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Inhibiting HER3-Mediated Tumor Cell Growth with Affibody Molecules Engineered to Low Picomolar Affinity by Position-Directed Error-Prone PCR-Like Diversification
KTH, School of Biotechnology (BIO), Protein Technology.ORCID iD: 0000-0003-1763-9073
KTH, School of Biotechnology (BIO), Protein Technology.
KTH, School of Biotechnology (BIO), Protein Technology.ORCID iD: 0000-0002-5192-7362
Affibody AB, Stockholm, Sweden.
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2013 (English)In: PLoS ONE, ISSN 1932-6203, E-ISSN 1932-6203, Vol. 8, no 5, e62791- p.Article in journal (Refereed) Published
Abstract [en]

The HER3 receptor is implicated in the progression of various cancers as well as in resistance to several currently used drugs, and is hence a potential target for development of new therapies. We have previously generated Affibody molecules that inhibit heregulin-induced signaling of the HER3 pathways. The aim of this study was to improve the affinity of the binders to hopefully increase receptor inhibition efficacy and enable a high receptor-mediated uptake in tumors. We explored a novel strategy for affinity maturation of Affibody molecules that is based on alanine scanning followed by design of library diversification to mimic the result from an error-prone PCR reaction, but with full control over mutated positions and thus less biases. Using bacterial surface display and flow-cytometric sorting of the maturation library, the affinity for HER3 was improved more than 30-fold down to 21 PM. The affinity is among the higher that has been reported for Affibody molecules and we believe that the maturation strategy should be generally applicable for improvement of affinity proteins. The new binders also demonstrated an improved thermal stability as well as complete refolding after denaturation. Moreover, inhibition of ligand-induced proliferation of HER3-positive breast cancer cells was improved more than two orders of magnitude compared to the previously best-performing clone. Radiolabeled Affibody molecules showed specific targeting of a number of HER3-positive cell lines in vitro as well as targeting of HER3 in in vivo mouse models and represent promising candidates for future development of targeted therapies and diagnostics.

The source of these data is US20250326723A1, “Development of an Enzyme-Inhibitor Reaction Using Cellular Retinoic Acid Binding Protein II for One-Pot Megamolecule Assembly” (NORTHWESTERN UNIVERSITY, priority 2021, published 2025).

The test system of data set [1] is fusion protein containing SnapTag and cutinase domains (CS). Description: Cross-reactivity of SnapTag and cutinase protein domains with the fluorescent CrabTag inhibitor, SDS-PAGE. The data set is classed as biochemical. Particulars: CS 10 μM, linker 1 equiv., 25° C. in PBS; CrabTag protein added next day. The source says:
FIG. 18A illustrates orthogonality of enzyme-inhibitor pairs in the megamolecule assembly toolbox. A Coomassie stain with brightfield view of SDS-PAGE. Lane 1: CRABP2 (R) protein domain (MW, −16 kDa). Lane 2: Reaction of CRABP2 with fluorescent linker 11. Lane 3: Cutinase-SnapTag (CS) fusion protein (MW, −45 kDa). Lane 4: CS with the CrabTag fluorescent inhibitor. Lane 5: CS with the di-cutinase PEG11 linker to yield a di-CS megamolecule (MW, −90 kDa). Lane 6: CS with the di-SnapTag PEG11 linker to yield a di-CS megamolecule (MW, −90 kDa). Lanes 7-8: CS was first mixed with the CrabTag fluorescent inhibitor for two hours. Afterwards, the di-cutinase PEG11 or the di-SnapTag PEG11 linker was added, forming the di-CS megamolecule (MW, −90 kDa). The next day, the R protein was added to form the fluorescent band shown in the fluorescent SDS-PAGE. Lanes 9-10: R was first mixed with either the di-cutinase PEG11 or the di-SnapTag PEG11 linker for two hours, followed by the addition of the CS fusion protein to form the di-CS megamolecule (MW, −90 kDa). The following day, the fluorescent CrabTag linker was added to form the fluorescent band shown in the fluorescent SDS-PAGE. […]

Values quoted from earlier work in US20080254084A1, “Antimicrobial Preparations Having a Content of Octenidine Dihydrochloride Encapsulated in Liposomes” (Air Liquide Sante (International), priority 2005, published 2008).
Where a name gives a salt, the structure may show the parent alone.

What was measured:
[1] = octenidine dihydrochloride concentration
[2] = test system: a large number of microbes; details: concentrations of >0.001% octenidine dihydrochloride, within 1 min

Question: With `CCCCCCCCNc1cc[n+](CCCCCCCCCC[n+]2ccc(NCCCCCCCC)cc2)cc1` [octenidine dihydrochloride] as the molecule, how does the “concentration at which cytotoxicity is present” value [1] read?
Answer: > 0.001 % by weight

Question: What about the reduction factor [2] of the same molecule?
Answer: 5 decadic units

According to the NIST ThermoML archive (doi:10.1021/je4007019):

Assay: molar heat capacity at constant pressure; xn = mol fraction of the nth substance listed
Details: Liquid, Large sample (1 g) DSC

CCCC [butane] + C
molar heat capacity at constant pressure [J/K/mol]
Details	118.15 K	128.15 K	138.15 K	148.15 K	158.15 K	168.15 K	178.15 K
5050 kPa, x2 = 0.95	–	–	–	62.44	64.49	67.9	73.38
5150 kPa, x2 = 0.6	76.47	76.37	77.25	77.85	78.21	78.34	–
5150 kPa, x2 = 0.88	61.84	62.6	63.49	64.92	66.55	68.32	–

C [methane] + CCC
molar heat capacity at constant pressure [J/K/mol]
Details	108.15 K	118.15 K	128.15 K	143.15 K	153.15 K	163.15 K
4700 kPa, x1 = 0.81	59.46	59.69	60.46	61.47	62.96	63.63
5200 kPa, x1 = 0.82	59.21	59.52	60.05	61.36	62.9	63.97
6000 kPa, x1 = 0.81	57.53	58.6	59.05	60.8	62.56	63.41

Place, publisher, year, edition, pages
Public Library Science, USA , 2013. Vol. 8, no 5, e62791- p.
National Category
Medical Biotechnology (with a focus on Cell Biology (including Stem Cell Biology), Molecular Biology, Microbiology, Biochemistry or Biopharmacy)
Identifiers
URN: urn:nbn:se:kth:diva-124294DOI: 10.1371/journal.pone.0062791ISI: 000318852400011Scopus ID: 2-s2.0-84877609907OAI: oai:DiVA.org:kth-124294DiVA: diva2:634485
Funder